Count One aggregated the alleged misconduct contained in Counts Two through Thirty-One and concluded with the allegation that Holland Sr. and Holland Jr. thereby conspired with themselves "and others" to violate the statutes which are the subject of the substantive counts.

 
G. THE JANUARY 6, 1998 HEARING

On October 31, 1997, the defendants filed several motions. Certain of these motions were resolved between counsel and other motions were heard on January 6, 1998. Among the motions heard was a request for a bill of particulars by the defendants. The Court granted this motion in part insofar as it required the Prosecution to identify the known co-conspirators referred to in the indictment's boilerplate language as "conspired with ... other persons not named herein as defendants, both known and unknown to the grand jury." On January 9, 1998, the Government identified the unnamed co-conspirators "known and unknown to the grand jury" as Dr. Lloyd C. March, Jr. and two attorneys for the bank. On March 27, 1998, five working days before trial, the Prosecution moved *355 to amend its designation of unnamed co-conspirators to add bank Vice President Upton. The Government conceded that the purpose of adding him as a co-conspirator was to facilitate the admission of a hearsay statement which would otherwise be inadmissible.[12] The Court denied this request by the Government.

The defendants also filed a motion to disqualify Sheeran from continuing to represent Dr. and Mrs. March with respect to their trial testimony. The motion was based in part upon alleged conflicts regarding Sheeran's pleadings and testimony and also upon his representation of Dr. and Mrs. March simultaneously. Attorney Sheeran filed a one-page pleading in opposition to the defendants' motion, and this pleading constituted the only appearance of the Marches before the Court except in the capacity of trial witnesses. While the Court denied this motion, it expressed its disapproval of the nature of Sheeran's representation of the Marches. Shortly thereafter, the Marches discharged Sheeran as their attorney.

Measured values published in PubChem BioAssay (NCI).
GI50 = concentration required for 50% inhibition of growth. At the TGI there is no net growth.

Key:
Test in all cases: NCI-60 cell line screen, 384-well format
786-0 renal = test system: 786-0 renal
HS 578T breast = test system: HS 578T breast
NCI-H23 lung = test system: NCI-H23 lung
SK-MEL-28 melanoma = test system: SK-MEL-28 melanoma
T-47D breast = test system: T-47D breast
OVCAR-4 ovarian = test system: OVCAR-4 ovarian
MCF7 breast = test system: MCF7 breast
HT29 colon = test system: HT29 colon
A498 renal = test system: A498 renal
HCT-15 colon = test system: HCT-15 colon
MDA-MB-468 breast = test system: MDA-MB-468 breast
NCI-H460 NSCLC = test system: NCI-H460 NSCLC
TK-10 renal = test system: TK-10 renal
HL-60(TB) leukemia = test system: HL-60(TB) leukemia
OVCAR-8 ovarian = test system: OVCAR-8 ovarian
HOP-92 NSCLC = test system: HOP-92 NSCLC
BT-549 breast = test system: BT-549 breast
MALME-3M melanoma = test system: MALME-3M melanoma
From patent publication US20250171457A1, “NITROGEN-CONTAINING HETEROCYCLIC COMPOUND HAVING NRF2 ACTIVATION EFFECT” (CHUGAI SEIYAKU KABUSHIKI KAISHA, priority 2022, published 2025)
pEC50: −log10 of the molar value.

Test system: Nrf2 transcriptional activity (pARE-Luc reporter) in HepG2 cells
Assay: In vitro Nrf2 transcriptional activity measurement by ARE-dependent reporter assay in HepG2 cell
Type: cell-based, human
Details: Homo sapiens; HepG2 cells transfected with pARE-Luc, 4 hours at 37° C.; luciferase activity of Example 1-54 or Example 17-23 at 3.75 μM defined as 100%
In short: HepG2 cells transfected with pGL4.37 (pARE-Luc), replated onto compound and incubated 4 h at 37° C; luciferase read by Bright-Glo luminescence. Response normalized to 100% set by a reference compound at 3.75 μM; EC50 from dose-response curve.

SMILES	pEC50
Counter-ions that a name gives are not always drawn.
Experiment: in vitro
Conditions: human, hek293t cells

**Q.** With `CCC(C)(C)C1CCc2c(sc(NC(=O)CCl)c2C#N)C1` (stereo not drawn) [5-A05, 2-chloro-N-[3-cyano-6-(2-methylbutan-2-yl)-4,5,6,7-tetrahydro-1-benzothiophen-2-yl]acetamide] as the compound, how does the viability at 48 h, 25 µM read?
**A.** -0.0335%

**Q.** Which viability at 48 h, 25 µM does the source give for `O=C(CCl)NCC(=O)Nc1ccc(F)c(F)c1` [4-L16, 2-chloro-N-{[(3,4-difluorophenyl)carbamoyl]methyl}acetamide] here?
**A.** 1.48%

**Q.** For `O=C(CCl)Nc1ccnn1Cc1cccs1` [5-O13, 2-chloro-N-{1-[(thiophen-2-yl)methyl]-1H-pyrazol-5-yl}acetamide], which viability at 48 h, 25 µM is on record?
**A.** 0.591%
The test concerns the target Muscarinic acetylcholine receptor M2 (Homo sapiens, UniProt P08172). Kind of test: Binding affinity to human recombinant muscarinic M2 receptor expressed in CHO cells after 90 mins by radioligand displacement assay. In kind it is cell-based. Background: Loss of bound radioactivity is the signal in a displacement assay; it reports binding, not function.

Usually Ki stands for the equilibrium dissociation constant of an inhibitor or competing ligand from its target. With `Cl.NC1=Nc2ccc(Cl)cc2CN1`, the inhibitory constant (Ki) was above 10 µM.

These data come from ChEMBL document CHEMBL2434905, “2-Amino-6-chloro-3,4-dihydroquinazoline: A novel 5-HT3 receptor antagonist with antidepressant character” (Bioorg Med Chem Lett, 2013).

H. EXPANSION OF THE RECORD

In reaching its FINDINGS, the Court has relied upon the testimony at the criminal trial and all documents and exhibits utilized by the Prosecution and Defense at trial whether formally admitted or not. By agreement of counsel, all exhibits were withdrawn following the Court's granting of the Motion for a Judgment of Acquittal. However, when the Hyde Amendment Application was later filed, the Court called upon counsel to reconstruct the exhibits, and counsel have stipulated to the exhibits admitted in evidence. The Court also requested the parties to supply each document and exhibit utilized in the examination of witnesses including exhibits offered at trial but not admitted, and they have stipulated to these as well.

 
1. Hollands' Request to Expand the Record.